Babies might be small, but planning for them can seem like a mighty feat. We do plenty to get ready for their arrival – we take the hospital tours and birthing classes, decorate the nursery and assemble the crib, throw the baby shower and hire the family photographer. But sometimes we do so much to plan for the arrival that we don’t adequately plan for how to cope once the baby is actually here to stay.
Sam Dogen, of the Financial Samurai website, wrote a piece recently about a conversation he had with a woman who was pregnant with her second child and planned to hire significant postpartum help in the form of daytime and nighttime doulas (birth coaches) and babysitters.
Among the many reasons she’d decided to hire help, she told Dogen, was that she and her husband didn’t have any family in the area to help, her husband would get very little time off from work, the pregnancy had been a difficult one, and she’d suffered from postpartum depression after her first child was born and anticipated suffering from it again.
Here’s how Dogen breaks down the couple’s costs (these prices will vary widely by location and service):
Birthing Doula: $2887 (one-time cost). The birthing doula’s job is to help the mother have a more comfortable birthing experience.
Day Doula: $58/hour, $4619/month. The day doula’s job is to care for the newborn baby while the mother recovers and/or looks after the toddler.
Night Doula: $72/hour, $13,856/month. The night doula works eight-hour shifts a minimum of five nights a week.
Babysitting: $36/hour, $1732/month. The babysitter’s main job will be to care for the toddler while mum recovers, rests and/or spends time with the baby.
Over three months, that’s $63,509. Most people don’t have anywhere near that amount to spend. And yet, many new parents find themselves in a similar position as this couple; one or both parents may have little or no leave available, they may experience a complicated delivery, postpartum depression or anxiety, or have a child who requires special needs.
So while you probably don’t have $60K lying around to hire three types of doulas, it’s worth planning for some kind of strategic help in those early weeks and months.
Consider what type of help you’ll really want
If you do plan to hire a postpartum nurse or a doula, be sure to interview them about what specific services they’ll be able to provide. You may want someone who is very hands on with the newborn at night; or it might be much more helpful for you to have someone come in and entertain the toddler for a few hours in the afternoons. One mum in our Offspring Facebook Group wishes she had made a different choice:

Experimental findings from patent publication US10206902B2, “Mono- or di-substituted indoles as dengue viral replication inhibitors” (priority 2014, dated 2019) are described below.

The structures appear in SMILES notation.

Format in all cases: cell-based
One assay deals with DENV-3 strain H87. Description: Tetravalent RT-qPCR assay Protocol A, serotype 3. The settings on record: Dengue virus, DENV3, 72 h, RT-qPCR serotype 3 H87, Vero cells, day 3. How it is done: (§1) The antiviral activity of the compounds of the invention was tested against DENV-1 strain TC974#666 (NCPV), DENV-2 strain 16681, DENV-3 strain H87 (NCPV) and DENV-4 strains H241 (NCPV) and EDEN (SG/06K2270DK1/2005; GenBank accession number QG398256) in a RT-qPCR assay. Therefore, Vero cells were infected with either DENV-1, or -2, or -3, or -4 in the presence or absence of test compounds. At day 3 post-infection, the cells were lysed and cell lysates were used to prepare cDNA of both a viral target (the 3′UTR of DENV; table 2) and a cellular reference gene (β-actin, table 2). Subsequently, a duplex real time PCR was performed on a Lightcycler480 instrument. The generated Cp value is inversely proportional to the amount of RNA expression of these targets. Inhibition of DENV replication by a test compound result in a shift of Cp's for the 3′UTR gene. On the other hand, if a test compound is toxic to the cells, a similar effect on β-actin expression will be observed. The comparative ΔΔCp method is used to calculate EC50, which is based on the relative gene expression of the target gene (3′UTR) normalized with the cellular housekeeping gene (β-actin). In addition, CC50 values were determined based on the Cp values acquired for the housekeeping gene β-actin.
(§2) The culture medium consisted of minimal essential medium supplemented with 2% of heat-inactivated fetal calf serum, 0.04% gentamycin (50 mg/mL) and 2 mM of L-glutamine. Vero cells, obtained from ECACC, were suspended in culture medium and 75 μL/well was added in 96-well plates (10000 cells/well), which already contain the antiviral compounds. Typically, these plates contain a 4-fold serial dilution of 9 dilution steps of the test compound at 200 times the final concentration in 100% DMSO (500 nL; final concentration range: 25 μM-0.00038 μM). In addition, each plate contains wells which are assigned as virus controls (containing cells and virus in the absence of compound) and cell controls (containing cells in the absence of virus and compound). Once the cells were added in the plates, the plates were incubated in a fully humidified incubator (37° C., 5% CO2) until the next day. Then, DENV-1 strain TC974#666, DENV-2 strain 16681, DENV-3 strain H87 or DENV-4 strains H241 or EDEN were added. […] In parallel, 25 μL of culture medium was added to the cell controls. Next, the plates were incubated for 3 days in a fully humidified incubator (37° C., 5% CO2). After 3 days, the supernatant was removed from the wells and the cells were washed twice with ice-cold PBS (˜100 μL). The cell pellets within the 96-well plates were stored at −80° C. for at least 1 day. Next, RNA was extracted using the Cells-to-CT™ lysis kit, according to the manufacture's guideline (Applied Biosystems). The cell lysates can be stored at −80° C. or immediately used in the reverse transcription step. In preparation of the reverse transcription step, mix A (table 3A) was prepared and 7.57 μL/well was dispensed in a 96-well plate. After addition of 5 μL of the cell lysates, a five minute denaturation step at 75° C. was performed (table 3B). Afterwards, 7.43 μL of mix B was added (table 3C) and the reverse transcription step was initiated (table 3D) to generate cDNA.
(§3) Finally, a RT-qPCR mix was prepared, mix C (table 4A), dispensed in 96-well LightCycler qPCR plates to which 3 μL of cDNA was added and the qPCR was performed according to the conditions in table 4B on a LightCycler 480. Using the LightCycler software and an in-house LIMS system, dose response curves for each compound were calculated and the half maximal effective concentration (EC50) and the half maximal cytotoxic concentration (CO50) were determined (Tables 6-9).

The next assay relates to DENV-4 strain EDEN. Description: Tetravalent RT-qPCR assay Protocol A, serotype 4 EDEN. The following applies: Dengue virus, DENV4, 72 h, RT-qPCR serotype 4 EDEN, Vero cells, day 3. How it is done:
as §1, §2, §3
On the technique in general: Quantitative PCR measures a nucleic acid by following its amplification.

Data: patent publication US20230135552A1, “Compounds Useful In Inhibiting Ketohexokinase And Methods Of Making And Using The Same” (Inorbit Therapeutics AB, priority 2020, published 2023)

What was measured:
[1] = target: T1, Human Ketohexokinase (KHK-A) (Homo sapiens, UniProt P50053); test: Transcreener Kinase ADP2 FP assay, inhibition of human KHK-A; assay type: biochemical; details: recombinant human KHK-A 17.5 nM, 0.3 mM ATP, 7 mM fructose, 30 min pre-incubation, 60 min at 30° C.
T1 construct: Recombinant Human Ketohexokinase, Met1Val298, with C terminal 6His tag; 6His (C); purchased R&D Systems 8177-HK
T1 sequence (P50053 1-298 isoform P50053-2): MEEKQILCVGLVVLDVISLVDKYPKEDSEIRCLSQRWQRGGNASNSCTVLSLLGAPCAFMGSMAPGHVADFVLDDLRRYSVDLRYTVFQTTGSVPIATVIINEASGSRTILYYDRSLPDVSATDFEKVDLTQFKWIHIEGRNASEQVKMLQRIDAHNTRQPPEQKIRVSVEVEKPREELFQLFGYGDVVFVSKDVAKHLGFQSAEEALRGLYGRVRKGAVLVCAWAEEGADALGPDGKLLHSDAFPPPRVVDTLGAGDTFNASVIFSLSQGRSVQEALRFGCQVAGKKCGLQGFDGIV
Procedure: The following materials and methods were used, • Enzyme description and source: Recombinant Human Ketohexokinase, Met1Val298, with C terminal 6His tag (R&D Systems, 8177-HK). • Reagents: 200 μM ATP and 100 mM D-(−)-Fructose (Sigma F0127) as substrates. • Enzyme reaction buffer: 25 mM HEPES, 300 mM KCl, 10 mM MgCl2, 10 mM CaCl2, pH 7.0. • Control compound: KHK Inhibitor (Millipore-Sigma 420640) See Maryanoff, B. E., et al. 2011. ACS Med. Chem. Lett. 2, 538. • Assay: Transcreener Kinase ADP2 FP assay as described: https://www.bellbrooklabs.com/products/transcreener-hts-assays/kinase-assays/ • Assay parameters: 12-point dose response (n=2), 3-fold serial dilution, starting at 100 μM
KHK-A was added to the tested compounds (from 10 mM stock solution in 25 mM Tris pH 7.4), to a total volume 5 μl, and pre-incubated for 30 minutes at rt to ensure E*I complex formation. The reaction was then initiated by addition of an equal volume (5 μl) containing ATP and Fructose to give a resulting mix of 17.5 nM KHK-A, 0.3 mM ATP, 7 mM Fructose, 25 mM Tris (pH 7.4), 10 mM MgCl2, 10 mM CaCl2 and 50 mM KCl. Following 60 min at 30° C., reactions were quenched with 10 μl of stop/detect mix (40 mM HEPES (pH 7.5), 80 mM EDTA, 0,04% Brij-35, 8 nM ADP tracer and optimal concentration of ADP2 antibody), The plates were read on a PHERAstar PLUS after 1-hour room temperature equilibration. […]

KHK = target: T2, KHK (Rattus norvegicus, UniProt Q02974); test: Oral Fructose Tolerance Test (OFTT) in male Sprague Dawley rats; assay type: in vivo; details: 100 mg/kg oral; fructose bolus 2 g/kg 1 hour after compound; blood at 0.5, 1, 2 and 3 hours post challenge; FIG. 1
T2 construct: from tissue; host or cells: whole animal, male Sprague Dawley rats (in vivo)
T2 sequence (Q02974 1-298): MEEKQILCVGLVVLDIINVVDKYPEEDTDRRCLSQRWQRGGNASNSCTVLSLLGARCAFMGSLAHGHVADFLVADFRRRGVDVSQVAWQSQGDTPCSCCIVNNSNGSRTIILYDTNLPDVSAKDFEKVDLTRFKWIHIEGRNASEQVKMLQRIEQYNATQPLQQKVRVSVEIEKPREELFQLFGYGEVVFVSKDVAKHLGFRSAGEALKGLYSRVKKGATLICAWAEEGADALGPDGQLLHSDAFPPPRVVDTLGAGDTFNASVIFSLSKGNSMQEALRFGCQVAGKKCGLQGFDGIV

“We hired a night nurse when we had our daughter – in hindsight I wish we used a doula instead,” Jamie Lee says. “Doulas help the mum; nurses or newborn care specialists focus on the baby. What I wanted was a tutor to walk me through the basics; what I got was a person who took over entirely, basically keeping me helpless and dependent on her.”
Think about where your pressure points are likely to be throughout the day or what your own personal challenges might be, and harness your hired energy in that direction.
Stagger the help you’ve got
Your village may want to flock to you en masse five minutes after you’ve arrived home with the baby, but if possible, spread out the visits. Offspring group member Lauren says she pushed for her husband to take the little time he had off of work right at the beginning—at the same time her mum was there to help.
“While I liked that he was there to help figure out the first bath or share a few diapers, my husband wasn’t actually that much help,” Lauren says. “So after our second, we delayed his two weeks of leave until after the family help had run out (which ended up being closer to 3-4 weeks after baby). All to say, if budget is an issue, it can help to be careful not to double-book family assistance.”
Maybe you hire a doula to come for a week or two, and then your parents visit, and then your in-laws, and then your spouse takes their leave. It may be hard for both you and your family members to delay visits, but having the help spread out over weeks, particularly if they’re coming from out of town, can make it less hectic and more useful.
Think about the “extras”
Maybe you’ve got lots of family and friends nearby and other than expecting to wander around in a state of exhaustion for a while, you don’t really see a need to hire anyone to help with the baby. Or maybe you wish like hell that you could keep your doula all to yourself forever and ever, but you’re just not swimming in that kind of cash. In either case, you still may want to budget for a few extras.
Hiring a semi-regular cleaning or laundry service in those first few months could mean the difference between actually “sleeping when the baby sleeps,” or simply laughing when someone suggests it. Or maybe you suspect that the well of frozen meals is going to dry up long before you will have the energy to cook again, so stashing away some money for takeout is more of a priority.
Consider whether you can budget to take one or two of these household chores off your shoulders until you come back up for air.